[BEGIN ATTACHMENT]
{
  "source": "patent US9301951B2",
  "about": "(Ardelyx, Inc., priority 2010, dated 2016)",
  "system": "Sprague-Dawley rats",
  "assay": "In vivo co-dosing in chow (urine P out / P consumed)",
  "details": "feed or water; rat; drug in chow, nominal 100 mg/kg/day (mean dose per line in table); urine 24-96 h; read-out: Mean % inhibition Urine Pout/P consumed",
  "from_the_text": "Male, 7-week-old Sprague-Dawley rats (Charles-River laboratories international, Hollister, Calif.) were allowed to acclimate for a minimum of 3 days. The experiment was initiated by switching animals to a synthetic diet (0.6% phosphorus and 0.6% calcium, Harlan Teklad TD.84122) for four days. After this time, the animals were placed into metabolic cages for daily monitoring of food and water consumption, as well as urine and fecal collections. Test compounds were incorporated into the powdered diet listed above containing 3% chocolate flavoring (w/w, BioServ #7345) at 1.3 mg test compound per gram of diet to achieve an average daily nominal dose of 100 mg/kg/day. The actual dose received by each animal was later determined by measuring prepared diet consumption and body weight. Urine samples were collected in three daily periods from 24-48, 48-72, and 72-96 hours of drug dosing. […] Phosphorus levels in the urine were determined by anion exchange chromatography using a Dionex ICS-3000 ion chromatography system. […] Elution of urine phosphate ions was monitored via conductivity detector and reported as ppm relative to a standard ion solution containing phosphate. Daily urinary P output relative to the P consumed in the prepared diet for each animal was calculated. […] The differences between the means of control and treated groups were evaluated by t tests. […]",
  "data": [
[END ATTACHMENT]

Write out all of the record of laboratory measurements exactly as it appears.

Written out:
{
  "source": "patent US9301951B2",
  "about": "(Ardelyx, Inc., priority 2010, dated 2016)",
  "system": "Sprague-Dawley rats",
  "assay": "In vivo co-dosing in chow (urine P out / P consumed)",
  "details": "feed or water; rat; drug in chow, nominal 100 mg/kg/day (mean dose per line in table); urine 24-96 h; read-out: Mean % inhibition Urine Pout/P consumed",
  "from_the_text": "Male, 7-week-old Sprague-Dawley rats (Charles-River laboratories international, Hollister, Calif.) were allowed to acclimate for a minimum of 3 days. The experiment was initiated by switching animals to a synthetic diet (0.6% phosphorus and 0.6% calcium, Harlan Teklad TD.84122) for four days. After this time, the animals were placed into metabolic cages for daily monitoring of food and water consumption, as well as urine and fecal collections. Test compounds were incorporated into the powdered diet listed above containing 3% chocolate flavoring (w/w, BioServ #7345) at 1.3 mg test compound per gram of diet to achieve an average daily nominal dose of 100 mg/kg/day. The actual dose received by each animal was later determined by measuring prepared diet consumption and body weight. Urine samples were collected in three daily periods from 24-48, 48-72, and 72-96 hours of drug dosing. […] Phosphorus levels in the urine were determined by anion exchange chromatography using a Dionex ICS-3000 ion chromatography system. […] Elution of urine phosphate ions was monitored via conductivity detector and reported as ppm relative to a standard ion solution containing phosphate. Daily urinary P output relative to the P consumed in the prepared diet for each animal was calculated. […] The differences between the means of control and treated groups were evaluated by t tests. […]",
  "data": [